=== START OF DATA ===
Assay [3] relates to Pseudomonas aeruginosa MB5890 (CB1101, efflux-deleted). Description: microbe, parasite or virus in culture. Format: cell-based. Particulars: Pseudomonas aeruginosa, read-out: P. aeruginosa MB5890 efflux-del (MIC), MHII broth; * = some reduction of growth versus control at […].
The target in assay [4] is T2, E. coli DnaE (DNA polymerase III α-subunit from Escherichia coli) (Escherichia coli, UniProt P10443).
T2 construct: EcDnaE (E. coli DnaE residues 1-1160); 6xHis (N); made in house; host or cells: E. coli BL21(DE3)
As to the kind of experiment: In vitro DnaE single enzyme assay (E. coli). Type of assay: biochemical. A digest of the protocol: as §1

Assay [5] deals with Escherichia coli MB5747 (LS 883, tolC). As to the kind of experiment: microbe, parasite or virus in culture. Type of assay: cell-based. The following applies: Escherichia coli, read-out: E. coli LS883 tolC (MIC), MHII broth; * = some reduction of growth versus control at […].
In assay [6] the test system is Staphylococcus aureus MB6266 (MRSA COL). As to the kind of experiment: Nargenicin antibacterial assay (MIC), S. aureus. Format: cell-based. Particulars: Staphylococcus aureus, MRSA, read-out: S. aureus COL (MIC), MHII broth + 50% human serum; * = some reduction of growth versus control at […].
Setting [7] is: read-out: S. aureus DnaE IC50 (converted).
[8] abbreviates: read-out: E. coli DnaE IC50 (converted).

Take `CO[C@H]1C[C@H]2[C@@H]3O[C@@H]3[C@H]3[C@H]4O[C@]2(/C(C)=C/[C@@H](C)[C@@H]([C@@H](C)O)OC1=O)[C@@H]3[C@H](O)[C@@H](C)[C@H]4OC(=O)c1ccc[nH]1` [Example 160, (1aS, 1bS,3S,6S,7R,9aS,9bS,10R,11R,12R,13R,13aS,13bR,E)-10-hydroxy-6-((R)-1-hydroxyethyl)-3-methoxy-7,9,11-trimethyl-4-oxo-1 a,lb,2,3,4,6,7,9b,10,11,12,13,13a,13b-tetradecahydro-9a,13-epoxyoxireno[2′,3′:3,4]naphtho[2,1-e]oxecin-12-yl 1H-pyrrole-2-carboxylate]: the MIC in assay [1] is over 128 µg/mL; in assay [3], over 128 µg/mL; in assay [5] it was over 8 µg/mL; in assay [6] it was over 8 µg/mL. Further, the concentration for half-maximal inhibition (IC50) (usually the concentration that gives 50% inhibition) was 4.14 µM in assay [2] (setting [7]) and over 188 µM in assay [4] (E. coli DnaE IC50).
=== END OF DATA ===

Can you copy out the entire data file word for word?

Assay [3] relates to Pseudomonas aeruginosa MB5890 (CB1101, efflux-deleted). Description: microbe, parasite or virus in culture. Format: cell-based. Particulars: Pseudomonas aeruginosa, read-out: P. aeruginosa MB5890 efflux-del (MIC), MHII broth; * = some reduction of growth versus control at […].
The target in assay [4] is T2, E. coli DnaE (DNA polymerase III α-subunit from Escherichia coli) (Escherichia coli, UniProt P10443).
T2 construct: EcDnaE (E. coli DnaE residues 1-1160); 6xHis (N); made in house; host or cells: E. coli BL21(DE3)
As to the kind of experiment: In vitro DnaE single enzyme assay (E. coli). Type of assay: biochemical. A digest of the protocol: as §1

Assay [5] deals with Escherichia coli MB5747 (LS 883, tolC). As to the kind of experiment: microbe, parasite or virus in culture. Type of assay: cell-based. The following applies: Escherichia coli, read-out: E. coli LS883 tolC (MIC), MHII broth; * = some reduction of growth versus control at […].
In assay [6] the test system is Staphylococcus aureus MB6266 (MRSA COL). As to the kind of experiment: Nargenicin antibacterial assay (MIC), S. aureus. Format: cell-based. Particulars: Staphylococcus aureus, MRSA, read-out: S. aureus COL (MIC), MHII broth + 50% human serum; * = some reduction of growth versus control at […].
Setting [7] is: read-out: S. aureus DnaE IC50 (converted).
[8] abbreviates: read-out: E. coli DnaE IC50 (converted).

Take `CO[C@H]1C[C@H]2[C@@H]3O[C@@H]3[C@H]3[C@H]4O[C@]2(/C(C)=C/[C@@H](C)[C@@H]([C@@H](C)O)OC1=O)[C@@H]3[C@H](O)[C@@H](C)[C@H]4OC(=O)c1ccc[nH]1` [Example 160, (1aS, 1bS,3S,6S,7R,9aS,9bS,10R,11R,12R,13R,13aS,13bR,E)-10-hydroxy-6-((R)-1-hydroxyethyl)-3-methoxy-7,9,11-trimethyl-4-oxo-1 a,lb,2,3,4,6,7,9b,10,11,12,13,13a,13b-tetradecahydro-9a,13-epoxyoxireno[2′,3′:3,4]naphtho[2,1-e]oxecin-12-yl 1H-pyrrole-2-carboxylate]: the MIC in assay [1] is over 128 µg/mL; in assay [3], over 128 µg/mL; in assay [5] it was over 8 µg/mL; in assay [6] it was over 8 µg/mL. Further, the concentration for half-maximal inhibition (IC50) (usually the concentration that gives 50% inhibition) was 4.14 µM in assay [2] (setting [7]) and over 188 µM in assay [4] (E. coli DnaE IC50).